Join in giving congrats to Aleks who is one of the chillest guys around and would love to hear from you!
Now that you know a bit more about our interns professionally and what they’re working on over the summer, let’s take a more a personal look at their lives with some fun facts about each one of them.
When and why did you start coding?
When and why did you start coding?
Sanyam: I was introduced with computer science and coding at my school level, where students were introduced with website designing using HTML, CSS. and also experienced to do hands on development on some very basics robotics projects. Then I was introduced with some more languages like C, C++, Java in my freshman year at my college in August 2014. I started developing more skills with programming because it really helps me to think the solution of problems in a slightly different way and programming is a skill that we can apply in life in general.
Courage: I started coding in my first year at the university, 2014. At that time we had a club called elite programming club, I studied C programming daily and with each day I learned something new. It was amazing to know what I could do with code.
Ebenezer: I started coding with understanding in January 2017. This is because I started taking the programming course in my class. But prior to this. I was coding by following tutorials since 2015 and this was because I was passionate about creating softwares.
Aksh: I started coding in August 2015,Being admitted in CSE branch at IIT Mandi, doing coding at some point was inevitable so I started learning as soon as I got admitted. I started coding with C as my first programming language and the ever famous “Hello world” as my first program which I successfully ran after several compilation errors, “;” being the pesky one again.
Anwesh: I started with learning coding fundamentals in school days. Then after joining University I started diving deeper and started exploring many areas in Computer Science. Web development and UI/UX designing piqued my interest the most and I am carrying on with the journey till date.
Kumaranath: It was in the year 2013,when I took my first software engineering and programming lessons. I was intrigued to find out what and how we as engineers we would solve problems in real life and make an impact to the world.
Dilpreet: I learnt the basis of web development in 10th grade and after studying c++ in 11th and 12th grade. I fell in love coding when I was introduced to Android Development during 2nd semester of my college.
Lalit: I learnt basics of programming on FORTRAN in 1993 as part of my academic curriculum. My serious programming started in 1997 and continued till I took project management role in 2004. My programming stint was in C, C++, Java, Visual Basic and COBOL. I again started programming in 2014 after getting back to academics, this time it was primarily focused to complete assignments using Java and/or Python.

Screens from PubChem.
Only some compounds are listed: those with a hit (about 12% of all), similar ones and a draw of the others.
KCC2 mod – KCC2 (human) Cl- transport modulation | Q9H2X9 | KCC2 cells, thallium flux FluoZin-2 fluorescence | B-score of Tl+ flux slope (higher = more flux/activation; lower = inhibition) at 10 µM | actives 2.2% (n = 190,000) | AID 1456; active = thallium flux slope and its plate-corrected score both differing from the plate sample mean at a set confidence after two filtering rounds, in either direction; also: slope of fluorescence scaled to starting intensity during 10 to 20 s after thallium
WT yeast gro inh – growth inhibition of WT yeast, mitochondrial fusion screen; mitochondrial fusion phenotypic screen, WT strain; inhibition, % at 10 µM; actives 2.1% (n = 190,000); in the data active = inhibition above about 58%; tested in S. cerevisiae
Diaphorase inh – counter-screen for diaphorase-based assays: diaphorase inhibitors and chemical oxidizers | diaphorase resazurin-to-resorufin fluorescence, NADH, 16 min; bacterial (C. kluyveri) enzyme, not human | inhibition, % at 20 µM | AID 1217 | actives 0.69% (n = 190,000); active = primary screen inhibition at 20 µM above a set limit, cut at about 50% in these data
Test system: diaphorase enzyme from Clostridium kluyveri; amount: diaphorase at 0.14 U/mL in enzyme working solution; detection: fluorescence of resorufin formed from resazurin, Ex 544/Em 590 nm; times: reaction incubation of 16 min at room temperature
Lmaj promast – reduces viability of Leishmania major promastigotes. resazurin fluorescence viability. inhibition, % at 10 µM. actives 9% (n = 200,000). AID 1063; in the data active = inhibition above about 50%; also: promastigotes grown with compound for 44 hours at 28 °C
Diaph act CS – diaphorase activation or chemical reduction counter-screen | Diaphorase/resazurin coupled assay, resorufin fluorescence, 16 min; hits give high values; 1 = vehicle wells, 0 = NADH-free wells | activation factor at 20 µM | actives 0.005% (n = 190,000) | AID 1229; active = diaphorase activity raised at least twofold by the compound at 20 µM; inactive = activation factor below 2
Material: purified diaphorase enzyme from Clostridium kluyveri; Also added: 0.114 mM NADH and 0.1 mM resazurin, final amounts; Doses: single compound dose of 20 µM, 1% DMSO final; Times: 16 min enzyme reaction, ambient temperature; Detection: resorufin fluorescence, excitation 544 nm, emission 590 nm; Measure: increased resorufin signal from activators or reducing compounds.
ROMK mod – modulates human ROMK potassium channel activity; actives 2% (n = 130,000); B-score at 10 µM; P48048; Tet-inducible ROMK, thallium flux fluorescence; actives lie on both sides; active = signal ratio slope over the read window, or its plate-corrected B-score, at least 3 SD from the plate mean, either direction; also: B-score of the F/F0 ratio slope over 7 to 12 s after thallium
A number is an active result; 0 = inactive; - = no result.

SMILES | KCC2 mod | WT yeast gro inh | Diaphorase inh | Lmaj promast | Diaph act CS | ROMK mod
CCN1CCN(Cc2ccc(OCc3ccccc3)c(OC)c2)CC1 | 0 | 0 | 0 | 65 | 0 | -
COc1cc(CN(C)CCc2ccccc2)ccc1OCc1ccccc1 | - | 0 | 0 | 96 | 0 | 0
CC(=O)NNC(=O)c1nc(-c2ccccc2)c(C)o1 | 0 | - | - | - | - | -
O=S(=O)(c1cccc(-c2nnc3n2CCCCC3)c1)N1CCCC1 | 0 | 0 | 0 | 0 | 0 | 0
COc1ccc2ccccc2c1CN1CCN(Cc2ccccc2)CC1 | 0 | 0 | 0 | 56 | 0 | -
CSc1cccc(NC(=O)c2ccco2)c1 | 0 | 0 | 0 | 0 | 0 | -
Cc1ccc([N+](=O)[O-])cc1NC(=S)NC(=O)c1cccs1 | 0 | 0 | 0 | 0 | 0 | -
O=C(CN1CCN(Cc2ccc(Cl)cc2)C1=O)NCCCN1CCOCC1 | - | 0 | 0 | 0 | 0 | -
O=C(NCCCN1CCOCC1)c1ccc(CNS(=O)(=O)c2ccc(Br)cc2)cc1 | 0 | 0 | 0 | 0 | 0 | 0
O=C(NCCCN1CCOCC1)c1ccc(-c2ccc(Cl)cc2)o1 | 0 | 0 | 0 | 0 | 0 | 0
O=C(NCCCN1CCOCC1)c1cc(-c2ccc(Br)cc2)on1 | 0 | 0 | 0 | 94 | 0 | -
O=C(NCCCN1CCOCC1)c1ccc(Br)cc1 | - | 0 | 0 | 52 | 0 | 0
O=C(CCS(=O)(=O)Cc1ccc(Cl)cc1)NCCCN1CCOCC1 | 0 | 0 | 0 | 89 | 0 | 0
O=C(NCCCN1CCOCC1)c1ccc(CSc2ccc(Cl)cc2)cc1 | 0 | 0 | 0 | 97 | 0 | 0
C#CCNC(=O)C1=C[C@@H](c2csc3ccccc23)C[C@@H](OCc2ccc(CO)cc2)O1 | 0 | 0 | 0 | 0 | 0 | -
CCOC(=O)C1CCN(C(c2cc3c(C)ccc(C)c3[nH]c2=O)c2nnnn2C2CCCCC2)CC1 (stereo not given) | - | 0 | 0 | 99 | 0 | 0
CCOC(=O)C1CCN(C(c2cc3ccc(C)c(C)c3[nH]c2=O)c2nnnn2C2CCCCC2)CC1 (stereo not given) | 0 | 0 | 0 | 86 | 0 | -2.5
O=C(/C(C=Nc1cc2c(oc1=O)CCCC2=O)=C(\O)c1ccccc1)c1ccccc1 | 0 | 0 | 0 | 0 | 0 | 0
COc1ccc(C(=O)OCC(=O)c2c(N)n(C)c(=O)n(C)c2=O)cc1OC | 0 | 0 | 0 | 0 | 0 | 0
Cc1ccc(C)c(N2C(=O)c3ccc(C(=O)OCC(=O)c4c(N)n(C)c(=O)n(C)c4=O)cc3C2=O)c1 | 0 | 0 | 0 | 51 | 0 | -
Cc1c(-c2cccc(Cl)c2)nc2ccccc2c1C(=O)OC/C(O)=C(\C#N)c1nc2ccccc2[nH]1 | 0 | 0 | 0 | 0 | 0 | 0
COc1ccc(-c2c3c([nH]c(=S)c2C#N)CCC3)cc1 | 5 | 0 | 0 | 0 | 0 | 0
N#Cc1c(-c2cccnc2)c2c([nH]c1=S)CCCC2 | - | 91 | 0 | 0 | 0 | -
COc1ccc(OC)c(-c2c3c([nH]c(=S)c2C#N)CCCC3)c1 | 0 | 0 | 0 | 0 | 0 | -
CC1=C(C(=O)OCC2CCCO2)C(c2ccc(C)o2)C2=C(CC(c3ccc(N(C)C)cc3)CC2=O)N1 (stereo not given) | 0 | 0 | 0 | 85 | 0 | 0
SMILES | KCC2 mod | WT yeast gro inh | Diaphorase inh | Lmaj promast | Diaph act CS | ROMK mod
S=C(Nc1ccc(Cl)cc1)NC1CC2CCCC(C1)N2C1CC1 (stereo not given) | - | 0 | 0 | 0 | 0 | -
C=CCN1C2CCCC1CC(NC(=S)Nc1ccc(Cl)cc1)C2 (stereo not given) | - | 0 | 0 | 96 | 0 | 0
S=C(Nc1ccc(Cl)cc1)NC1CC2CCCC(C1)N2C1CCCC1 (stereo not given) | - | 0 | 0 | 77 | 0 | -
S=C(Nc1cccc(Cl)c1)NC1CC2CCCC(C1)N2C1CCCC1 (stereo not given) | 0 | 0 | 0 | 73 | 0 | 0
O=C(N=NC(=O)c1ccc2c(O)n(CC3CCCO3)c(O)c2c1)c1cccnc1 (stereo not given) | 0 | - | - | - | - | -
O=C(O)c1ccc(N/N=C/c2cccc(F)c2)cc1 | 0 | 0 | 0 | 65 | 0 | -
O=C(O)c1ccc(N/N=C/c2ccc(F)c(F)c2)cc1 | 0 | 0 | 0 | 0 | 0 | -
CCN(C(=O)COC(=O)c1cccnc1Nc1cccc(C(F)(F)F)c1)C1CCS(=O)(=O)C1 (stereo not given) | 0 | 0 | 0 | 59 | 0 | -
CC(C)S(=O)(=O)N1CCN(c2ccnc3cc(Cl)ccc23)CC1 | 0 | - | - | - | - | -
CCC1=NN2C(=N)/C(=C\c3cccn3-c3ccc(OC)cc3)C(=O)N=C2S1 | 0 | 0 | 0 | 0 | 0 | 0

Ankur: I started coding from 11th standard. I wrote my first program in JAVA outputting “Hello World :)”. It was the first time I realized I can make computers do what I want. I chose programming course in my school which introduced me to basics of programming
Saksham: I wrote my first “Hello World” program when I joined college. Initially, I struggled a lot but gradually improved and enjoyed my struggles. Making stuffs to help others, was something I always wanted to do, and hence I started my career in Development.
Ankit: I started coding when I was in class 4th. I started it as it was in my school curriculum and from that time I got interested in coding. The first programming language I started coding was with BASIC( Beginner’s All-purpose Symbolic Instruction Code) and from there my story with coding started. After that, I learned GW-BASIC, HTML. I took Computer Science in my class 11th and 12th where I learned C++. After coming to college I learned Python, AngularJs, C, and Java.
Manish: My first exposure to coding was in my freshman year where we have to do a course to grasp the basics of c++ . I started coding because I love to develop things which solves real life problems either through an app or a machine learning model.
Dingfan: I start coding when I was in senior high school. I attended the class which taught basic algorithms in my senior school. The reason that I continue learning Computer Science in university is that I like to solve problems in a systematic way. Coding can be used to solve the problem step by step, which is a systematic method.
Ruphine: I started coding in my second year at the university during the summer holidays when I was doing internship at Skylabase Inc. My mentors used to talk about the power of coding so I decided to get involved into it to see what i can do with some lines of codes and now am seeing the output which is pretty amazing.
Pembe: I started coding 3 years ago at my first year in the university. At first it was because coding was part of the school requirements to graduate but later, I grew fond of it and began to do more research and grew deep into coding .[/av_one_half]
A quick rundown at the conferences we've been speaking at this year - @OSCON, @LinuxFestNorthwest and up next… twitter.com/i/web/status/10424…